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CHTS Test Results

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  • CHTS Test Results

    So my car started running abnormally rich after installing several electrical pieces including an ECU, a engine harness, and a CHTS. I checked connections, then ran the codes. The code for CHTS came up. I pulled the CHTS and subharness and tested them as described in the 84 FSM on EF & EC-46. A fluke multimeter was used to measure resistance, and a craftsmen multimeter to measure temperature.

    When the water reached boiling, i dropped in the CHTS and both probes. Neither the probes or the CHTS were touching the pan. The water was held at the temperature points for long enough for the resistance measurement reading to stabilize, which usually took 10-20 seconds. Temperature is measured in Farenheit, and resistance is measure in ohms.
    Actual Results

    These measurements are all close to FSM specifications.
    FSM Specs


    While 3 of my test results are in range, they are all on the low side. The data point for 68* is lower than the specified range. How close do these measurements have to be?

    So what do you think? Are these resistance measurements close enough to factory specs? Is this CHTS and Subharness bad, or is the problem elsewhere in wiring harness? As i mentioned before, I just installed a different engine wiring harnes that i had trimmed back (non-existent emissions equipment and others) and re-loomedfor a cleaner look. Tomorrow, provided you all think that my CHTS is fine, I will reinstall it and test the engine harness at the 16 pin ECU connector as described in the FSM on page EF & EC-46.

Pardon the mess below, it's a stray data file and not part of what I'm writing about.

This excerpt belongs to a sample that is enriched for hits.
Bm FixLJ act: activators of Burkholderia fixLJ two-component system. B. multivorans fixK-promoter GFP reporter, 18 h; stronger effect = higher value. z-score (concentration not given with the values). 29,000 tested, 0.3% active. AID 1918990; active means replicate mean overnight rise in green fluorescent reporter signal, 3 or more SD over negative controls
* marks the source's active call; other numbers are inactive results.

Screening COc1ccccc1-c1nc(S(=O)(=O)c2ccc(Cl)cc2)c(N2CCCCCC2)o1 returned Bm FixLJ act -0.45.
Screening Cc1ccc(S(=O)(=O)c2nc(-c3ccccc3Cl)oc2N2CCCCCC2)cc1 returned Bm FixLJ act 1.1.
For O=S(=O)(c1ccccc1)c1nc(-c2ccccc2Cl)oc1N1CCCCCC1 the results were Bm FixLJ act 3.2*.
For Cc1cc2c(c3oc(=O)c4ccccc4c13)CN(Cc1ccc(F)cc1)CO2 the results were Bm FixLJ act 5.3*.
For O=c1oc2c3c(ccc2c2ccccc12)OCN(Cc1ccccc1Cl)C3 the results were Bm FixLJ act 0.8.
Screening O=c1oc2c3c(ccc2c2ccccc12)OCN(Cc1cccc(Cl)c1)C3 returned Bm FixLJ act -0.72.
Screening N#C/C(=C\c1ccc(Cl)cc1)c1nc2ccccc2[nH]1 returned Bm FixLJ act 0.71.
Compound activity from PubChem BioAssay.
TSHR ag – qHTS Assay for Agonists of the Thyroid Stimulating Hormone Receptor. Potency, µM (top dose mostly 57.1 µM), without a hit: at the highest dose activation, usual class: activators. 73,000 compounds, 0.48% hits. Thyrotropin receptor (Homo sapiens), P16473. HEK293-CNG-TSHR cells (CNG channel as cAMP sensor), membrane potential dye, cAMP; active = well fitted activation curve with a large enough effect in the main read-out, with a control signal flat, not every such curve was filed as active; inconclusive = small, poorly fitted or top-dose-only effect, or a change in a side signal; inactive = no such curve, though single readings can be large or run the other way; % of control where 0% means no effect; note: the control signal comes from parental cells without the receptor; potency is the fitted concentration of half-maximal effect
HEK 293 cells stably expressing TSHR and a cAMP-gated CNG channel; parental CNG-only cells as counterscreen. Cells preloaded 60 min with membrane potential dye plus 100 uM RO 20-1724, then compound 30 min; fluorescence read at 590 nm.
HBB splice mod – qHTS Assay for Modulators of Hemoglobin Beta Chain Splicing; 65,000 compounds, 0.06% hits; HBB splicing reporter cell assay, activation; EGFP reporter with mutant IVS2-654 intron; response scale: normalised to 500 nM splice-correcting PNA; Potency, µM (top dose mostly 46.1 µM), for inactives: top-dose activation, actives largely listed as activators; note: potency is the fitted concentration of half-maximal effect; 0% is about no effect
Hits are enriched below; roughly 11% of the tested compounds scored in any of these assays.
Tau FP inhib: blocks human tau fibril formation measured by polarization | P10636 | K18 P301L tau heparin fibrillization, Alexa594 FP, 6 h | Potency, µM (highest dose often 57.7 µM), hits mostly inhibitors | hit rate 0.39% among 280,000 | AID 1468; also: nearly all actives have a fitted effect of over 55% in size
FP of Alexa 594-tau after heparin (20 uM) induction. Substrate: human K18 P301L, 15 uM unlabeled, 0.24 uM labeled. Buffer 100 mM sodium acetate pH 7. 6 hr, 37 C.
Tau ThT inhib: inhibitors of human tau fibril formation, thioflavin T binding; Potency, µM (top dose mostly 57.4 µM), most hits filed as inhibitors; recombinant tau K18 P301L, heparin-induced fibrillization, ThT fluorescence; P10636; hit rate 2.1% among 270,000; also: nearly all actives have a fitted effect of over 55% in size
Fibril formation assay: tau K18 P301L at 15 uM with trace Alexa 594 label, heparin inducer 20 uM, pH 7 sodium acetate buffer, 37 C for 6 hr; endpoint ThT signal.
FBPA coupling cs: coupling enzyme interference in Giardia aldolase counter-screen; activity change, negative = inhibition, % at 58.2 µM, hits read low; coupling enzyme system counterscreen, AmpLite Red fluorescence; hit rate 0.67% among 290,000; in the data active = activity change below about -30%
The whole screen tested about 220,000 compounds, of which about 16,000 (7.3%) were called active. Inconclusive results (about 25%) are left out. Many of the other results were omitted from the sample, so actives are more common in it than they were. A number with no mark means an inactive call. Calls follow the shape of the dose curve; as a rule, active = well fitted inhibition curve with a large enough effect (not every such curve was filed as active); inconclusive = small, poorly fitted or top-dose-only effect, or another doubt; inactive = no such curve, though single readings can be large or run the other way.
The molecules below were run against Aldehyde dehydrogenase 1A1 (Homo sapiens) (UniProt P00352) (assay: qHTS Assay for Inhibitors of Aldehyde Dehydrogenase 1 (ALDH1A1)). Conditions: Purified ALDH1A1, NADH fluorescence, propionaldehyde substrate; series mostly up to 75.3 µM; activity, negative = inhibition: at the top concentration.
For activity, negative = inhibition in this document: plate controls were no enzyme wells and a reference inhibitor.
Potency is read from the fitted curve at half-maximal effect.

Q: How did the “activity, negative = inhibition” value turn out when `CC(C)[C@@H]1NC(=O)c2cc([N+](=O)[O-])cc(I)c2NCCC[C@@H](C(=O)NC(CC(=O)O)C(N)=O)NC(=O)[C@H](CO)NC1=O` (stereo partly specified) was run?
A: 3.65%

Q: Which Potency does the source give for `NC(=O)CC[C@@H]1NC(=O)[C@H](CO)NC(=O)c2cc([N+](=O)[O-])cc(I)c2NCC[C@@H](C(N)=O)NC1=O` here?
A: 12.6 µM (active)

"produce second."

  • #2
    My understanding is that sometimes when thermistors fail, they simply read substantially off on one or both ends of their resistance (temperature) range. I would guess that the low temp end seems to be a little off, but it does not seem too bad. You said it was running rich when the car is warm, right?
    You should be able to measure the resistance in the subharness alone very easily.
    I might have another CHTS sitting around for you to give a try...


    • #3
      The car runs rich. When cold it has trouble starting. When warm it blows black sooty smoke. There is black soot on the garage floor behind my exhaust :shock:
      I believe the problem lies in the harness. My old harness was all hacked and taped up. It looked bad and had a bunch of plugs on it i wasnt using. So, I bought a harness from member John Blye (SP?) and reloomed the whole thing. I intsalled it and it looks really nice, and I was very happy with it until this problem. The problem occurred 2 days after installing the harness. A simple resistance test will tell me whether the harness is the culprit or not. If the harness reads normal resistance, then i will replace the sensor. Since the car runs rich when warm, and the sensor is within specs when warm, i suspect the harness. A bad ground or cracked wire is my current guess.

      Its freezing cold outside right now, and more snow is on the way for west michigan. I'm going to take a look at it when i get some free time to bundle up and fire up the salamander!

      Thanks Jason
      "produce second."


      • #4
        when warmed up the engine should only be in the middle of that range so the middle two numbers matter more than the edges....

        212 is boiling and unless you race you shouldn't get that high to worry, and regardless the ohms is showing low so the 212 sensor for a condensor fan would kick on earlier not later (if it was _that_ sensor)

        if anything the whole range suggests the ecu thinks the engine is warmer than it is, and the ecu enriches when cold....